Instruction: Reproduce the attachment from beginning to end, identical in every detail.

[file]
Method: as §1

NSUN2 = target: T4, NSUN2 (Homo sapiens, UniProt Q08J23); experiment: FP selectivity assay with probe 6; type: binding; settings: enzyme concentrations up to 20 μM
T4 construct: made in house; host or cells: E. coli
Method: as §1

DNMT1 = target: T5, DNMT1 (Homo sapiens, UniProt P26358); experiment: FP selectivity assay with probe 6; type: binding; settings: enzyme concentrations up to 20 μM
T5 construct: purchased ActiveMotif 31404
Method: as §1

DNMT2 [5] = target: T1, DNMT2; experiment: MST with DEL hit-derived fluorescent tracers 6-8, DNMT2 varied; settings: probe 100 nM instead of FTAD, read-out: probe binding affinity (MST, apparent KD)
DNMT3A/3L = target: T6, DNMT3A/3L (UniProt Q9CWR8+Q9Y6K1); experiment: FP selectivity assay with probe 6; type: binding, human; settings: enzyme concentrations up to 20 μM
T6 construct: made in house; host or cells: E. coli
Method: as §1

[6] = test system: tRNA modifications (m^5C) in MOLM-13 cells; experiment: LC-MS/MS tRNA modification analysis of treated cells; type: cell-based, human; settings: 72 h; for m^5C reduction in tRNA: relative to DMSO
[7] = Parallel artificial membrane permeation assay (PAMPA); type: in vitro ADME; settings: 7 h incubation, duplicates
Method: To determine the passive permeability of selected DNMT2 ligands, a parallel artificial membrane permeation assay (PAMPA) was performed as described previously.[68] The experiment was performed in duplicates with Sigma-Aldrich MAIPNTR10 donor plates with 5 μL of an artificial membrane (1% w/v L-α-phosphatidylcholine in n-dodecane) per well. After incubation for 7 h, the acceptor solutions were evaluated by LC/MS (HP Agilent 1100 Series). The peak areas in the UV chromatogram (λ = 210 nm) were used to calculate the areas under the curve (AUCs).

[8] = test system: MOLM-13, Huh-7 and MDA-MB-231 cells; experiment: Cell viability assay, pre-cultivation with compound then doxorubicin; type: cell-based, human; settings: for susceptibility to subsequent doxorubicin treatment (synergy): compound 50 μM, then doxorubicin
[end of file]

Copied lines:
Method: as §1

NSUN2 = target: T4, NSUN2 (Homo sapiens, UniProt Q08J23); experiment: FP selectivity assay with probe 6; type: binding; settings: enzyme concentrations up to 20 μM
T4 construct: made in house; host or cells: E. coli
Method: as §1

DNMT1 = target: T5, DNMT1 (Homo sapiens, UniProt P26358); experiment: FP selectivity assay with probe 6; type: binding; settings: enzyme concentrations up to 20 μM
T5 construct: purchased ActiveMotif 31404
Method: as §1

DNMT2 [5] = target: T1, DNMT2; experiment: MST with DEL hit-derived fluorescent tracers 6-8, DNMT2 varied; settings: probe 100 nM instead of FTAD, read-out: probe binding affinity (MST, apparent KD)
DNMT3A/3L = target: T6, DNMT3A/3L (UniProt Q9CWR8+Q9Y6K1); experiment: FP selectivity assay with probe 6; type: binding, human; settings: enzyme concentrations up to 20 μM
T6 construct: made in house; host or cells: E. coli
Method: as §1

[6] = test system: tRNA modifications (m^5C) in MOLM-13 cells; experiment: LC-MS/MS tRNA modification analysis of treated cells; type: cell-based, human; settings: 72 h; for m^5C reduction in tRNA: relative to DMSO
[7] = Parallel artificial membrane permeation assay (PAMPA); type: in vitro ADME; settings: 7 h incubation, duplicates
Method: To determine the passive permeability of selected DNMT2 ligands, a parallel artificial membrane permeation assay (PAMPA) was performed as described previously.[68] The experiment was performed in duplicates with Sigma-Aldrich MAIPNTR10 donor plates with 5 μL of an artificial membrane (1% w/v L-α-phosphatidylcholine in n-dodecane) per well. After incubation for 7 h, the acceptor solutions were evaluated by LC/MS (HP Agilent 1100 Series). The peak areas in the UV chromatogram (λ = 210 nm) were used to calculate the areas under the curve (AUCs).

[8] = test system: MOLM-13, Huh-7 and MDA-MB-231 cells; experiment: Cell viability assay, pre-cultivation with compound then doxorubicin; type: cell-based, human; settings: for susceptibility to subsequent doxorubicin treatment (synergy): compound 50 μM, then doxorubicin